Ultimate CEO Insights: Marcell Haywood on his journey from entrepreneur to CEO – South Florida Business Journal – The Business Journals
Editor’s Note: This profile is part of a weekly series highlighting the Business Journal’s 2022 South Florida Ultimate CEO Awards honorees. The award recognizes some of the area’s top CEOs, highlighting the breadth of talent and leadership across our unified tri-county region.
CEO, Thesis Holdings; CEO, Encompass Onsite
Marcell Haywood takes risks, even some that have others questioning his wisdom. But to him, they’re all calculated risks.
Haywood was playing college basketball on scholarship at a small Division III school when he decided to forfeit the money and transfer to Florida State University. As a walk-on point guard, he got exposure under celebrated coach Leonard Hamilton.
It’s also the place where he earned his bachelor’s and master’s degrees in computer and information science, launched his first businesses writing medical practice management software, and plotted his future as an entrepreneur and a leader.
“As point guard, I was naturally predisposed toward setting everyone up for the game-winning shot,” he recalled. “The best decisions I’ve ever made have almost been purely instinctual. The math didn’t add up, but it would [add up] out in the world. For me, it’s about taking risks on my ability to prove myself.”
As a leader, what drives you? A will to break barriers, and being driven by a fear of failure, of falling short, of not meeting expectations. I’m a high-potential guy, so I have a little fear tucked away that I won’t meet that potential. Getting around that is day by day. Success doesn’t come packaged up with a little bow. It’s a series of successive, incremental steps. Those with that moniker of success know it’s more of a body of work over an extended period of time. Like Muhammad Ali said: “I run on the road long before I dance under the lights.”
Over the arc of your career, how have you changed as a leader? I’ve changed a tremendous amount. I started as an entrepreneur, not a CEO. My journey has been about preserving those characteristics that entrepreneurs have that make them unique and special, and complementing them with a second set of skills that make those entrepreneurial skills more effective. It’s realizing I’m in the business of selling, regardless of what widget I’m selling. As a CEO, I have hundreds of people in tow. So it’s also about helping them be as successful as they can be to help the enterprise.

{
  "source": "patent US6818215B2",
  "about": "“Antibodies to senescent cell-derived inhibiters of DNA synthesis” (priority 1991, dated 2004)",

What do you like most – and least – about leading? What I like most is the impact you’re able to have on the lives of amazing people, who need leadership, to be frank. What do I like least? There’s nothing I don’t like. I like [taking] the responsibility when we fail. We’re shooting our shot. First thing in the morning when my feet hit the ground, I’m thinking about that responsibility to them and their families.
What one thing makes you most proud about your career? I’m not a big ego guy, so it’s hard to look at the things I’ve accomplished and be impressed, because they pale in comparison to what I’d like to do. What makes me proud? Trailblazing. I never look for what’s been done before. I build things that should exist in the world, companies that make people’s lives better. I’ve not just put my toe in the water. We’re all in. We’ve impacted the lives of people over the years, and we’re still going, and the first chapters are just being written. The world will hear about us in the coming years.
How do you drive the innovative spirit in your organization? There’s only one bad [phrase]: “We’re doing this the way it’s always been done.” That’s the way to get blacklisted. The way to drive innovation is to work backward from the customer, and to solve a problem for the customer that’s meaningful for them. It’s about getting them the antidote in a real, meaningful and fast way.
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